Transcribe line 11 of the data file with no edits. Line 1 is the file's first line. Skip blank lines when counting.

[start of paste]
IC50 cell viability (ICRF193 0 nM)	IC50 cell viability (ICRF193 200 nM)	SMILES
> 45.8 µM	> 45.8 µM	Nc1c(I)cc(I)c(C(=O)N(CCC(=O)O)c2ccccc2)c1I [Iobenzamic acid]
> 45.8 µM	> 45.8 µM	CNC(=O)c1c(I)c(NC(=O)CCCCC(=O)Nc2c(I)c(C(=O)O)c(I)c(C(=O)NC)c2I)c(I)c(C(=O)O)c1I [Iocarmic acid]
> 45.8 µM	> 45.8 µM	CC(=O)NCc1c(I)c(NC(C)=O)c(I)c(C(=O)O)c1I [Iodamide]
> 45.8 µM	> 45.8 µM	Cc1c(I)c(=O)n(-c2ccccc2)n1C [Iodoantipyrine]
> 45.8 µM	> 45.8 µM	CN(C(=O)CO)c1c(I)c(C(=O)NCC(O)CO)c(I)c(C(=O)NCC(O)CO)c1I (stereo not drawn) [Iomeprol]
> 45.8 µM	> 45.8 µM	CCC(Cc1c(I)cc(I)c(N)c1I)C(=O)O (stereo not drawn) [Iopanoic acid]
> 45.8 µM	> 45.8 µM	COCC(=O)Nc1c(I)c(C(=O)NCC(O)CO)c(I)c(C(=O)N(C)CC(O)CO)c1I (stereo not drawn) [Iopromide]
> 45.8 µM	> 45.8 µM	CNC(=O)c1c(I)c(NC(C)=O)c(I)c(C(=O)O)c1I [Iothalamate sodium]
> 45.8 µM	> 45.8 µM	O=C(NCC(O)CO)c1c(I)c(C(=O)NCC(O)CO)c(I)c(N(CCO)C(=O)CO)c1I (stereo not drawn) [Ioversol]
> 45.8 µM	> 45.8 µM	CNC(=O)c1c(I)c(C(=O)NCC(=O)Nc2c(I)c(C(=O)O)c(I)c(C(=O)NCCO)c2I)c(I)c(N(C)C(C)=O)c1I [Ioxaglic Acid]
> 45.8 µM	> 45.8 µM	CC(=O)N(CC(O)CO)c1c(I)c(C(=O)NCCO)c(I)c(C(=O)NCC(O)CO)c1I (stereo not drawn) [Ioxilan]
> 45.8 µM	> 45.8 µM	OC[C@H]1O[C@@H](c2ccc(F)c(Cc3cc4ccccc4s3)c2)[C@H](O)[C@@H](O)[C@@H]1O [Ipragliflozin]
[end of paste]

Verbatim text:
> 45.8 µM	> 45.8 µM	CNC(=O)c1c(I)c(C(=O)NCC(=O)Nc2c(I)c(C(=O)O)c(I)c(C(=O)NCCO)c2I)c(I)c(N(C)C(C)=O)c1I [Ioxaglic Acid]